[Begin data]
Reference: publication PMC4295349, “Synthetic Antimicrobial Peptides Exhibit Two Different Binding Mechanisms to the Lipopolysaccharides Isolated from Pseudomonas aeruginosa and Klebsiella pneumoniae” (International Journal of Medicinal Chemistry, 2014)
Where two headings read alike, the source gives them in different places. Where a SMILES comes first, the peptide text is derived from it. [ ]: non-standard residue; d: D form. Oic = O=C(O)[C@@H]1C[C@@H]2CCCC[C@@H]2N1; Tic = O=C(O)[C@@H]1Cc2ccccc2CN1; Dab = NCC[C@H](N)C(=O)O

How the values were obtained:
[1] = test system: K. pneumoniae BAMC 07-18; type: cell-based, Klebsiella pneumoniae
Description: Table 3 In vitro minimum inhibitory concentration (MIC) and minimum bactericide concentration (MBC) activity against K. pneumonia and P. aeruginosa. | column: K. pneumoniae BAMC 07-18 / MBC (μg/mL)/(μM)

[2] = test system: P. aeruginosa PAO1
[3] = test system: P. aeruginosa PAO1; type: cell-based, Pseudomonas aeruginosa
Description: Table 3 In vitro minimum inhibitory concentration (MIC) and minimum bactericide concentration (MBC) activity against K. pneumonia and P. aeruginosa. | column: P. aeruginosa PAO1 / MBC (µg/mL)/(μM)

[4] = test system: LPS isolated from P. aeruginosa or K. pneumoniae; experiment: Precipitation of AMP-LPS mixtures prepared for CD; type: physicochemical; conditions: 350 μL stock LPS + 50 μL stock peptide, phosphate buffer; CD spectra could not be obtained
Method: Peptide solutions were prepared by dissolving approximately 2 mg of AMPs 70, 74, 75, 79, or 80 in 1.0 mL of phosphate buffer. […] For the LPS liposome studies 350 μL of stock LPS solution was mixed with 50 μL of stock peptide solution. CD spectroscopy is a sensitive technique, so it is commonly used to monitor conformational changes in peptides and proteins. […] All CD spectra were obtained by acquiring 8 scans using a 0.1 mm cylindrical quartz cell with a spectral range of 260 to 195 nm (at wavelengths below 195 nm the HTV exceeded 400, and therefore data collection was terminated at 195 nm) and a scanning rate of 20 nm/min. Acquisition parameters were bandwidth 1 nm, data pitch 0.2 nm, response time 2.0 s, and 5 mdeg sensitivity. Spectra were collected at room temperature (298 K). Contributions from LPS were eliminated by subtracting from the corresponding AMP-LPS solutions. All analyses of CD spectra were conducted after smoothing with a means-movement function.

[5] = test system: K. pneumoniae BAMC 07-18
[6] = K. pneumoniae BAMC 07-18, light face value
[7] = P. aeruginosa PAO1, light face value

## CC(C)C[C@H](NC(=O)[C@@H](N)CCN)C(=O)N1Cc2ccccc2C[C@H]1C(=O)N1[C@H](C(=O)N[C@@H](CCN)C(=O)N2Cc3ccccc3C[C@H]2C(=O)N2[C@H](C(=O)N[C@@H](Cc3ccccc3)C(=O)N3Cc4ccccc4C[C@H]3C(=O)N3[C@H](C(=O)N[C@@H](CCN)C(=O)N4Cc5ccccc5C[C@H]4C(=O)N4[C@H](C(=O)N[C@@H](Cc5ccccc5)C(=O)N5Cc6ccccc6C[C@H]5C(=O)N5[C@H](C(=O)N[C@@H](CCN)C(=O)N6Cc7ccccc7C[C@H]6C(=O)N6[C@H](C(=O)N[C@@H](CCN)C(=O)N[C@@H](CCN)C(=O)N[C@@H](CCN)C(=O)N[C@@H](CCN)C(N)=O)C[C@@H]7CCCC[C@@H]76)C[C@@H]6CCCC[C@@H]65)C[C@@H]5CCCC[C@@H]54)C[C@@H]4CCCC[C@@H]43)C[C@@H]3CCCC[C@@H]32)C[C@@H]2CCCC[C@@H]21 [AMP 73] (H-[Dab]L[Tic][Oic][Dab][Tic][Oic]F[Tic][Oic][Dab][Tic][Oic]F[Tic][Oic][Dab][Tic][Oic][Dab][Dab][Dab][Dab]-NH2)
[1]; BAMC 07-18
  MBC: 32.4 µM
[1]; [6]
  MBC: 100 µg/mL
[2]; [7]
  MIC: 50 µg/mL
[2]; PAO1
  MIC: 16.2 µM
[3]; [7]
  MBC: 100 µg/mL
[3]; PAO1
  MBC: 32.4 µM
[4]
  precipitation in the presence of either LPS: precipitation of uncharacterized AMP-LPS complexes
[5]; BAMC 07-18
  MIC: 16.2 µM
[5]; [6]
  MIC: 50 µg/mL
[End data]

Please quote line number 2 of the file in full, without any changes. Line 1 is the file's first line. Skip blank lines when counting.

Where two headings read alike, the source gives them in different places. Where a SMILES comes first, the peptide text is derived from it. [ ]: non-standard residue; d: D form. Oic = O=C(O)[C@@H]1C[C@@H]2CCCC[C@@H]2N1; Tic = O=C(O)[C@@H]1Cc2ccccc2CN1; Dab = NCC[C@H](N)C(=O)O